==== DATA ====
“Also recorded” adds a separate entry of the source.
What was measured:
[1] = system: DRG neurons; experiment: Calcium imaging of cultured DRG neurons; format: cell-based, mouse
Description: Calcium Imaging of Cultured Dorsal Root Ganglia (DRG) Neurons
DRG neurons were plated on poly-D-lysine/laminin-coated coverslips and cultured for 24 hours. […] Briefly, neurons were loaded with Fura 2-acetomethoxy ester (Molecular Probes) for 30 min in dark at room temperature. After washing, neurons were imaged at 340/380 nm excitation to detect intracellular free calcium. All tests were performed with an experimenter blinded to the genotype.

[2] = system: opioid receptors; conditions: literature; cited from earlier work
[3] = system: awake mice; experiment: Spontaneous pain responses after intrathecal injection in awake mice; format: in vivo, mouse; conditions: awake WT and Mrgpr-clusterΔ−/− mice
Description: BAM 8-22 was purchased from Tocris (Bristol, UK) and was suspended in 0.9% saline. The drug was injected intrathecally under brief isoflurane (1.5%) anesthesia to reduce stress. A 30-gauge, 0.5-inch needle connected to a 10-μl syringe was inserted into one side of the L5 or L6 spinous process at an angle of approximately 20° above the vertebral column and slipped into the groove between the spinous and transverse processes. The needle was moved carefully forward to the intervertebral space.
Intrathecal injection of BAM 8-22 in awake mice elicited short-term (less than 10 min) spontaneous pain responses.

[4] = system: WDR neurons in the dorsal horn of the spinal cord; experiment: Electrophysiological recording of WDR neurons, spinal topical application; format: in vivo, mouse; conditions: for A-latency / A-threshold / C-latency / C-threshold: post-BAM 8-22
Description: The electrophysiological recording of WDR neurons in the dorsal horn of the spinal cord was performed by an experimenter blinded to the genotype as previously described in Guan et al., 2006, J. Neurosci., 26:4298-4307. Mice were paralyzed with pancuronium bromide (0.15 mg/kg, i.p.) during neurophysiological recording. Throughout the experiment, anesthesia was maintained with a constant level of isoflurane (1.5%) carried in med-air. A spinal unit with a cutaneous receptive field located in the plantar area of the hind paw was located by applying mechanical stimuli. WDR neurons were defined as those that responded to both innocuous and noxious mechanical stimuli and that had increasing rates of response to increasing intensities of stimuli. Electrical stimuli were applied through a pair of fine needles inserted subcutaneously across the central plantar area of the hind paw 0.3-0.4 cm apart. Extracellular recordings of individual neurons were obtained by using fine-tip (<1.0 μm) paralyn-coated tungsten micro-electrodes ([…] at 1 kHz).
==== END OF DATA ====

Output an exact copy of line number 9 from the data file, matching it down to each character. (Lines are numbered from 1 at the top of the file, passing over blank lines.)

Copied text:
Intrathecal injection of BAM 8-22 in awake mice elicited short-term (less than 10 min) spontaneous pain responses.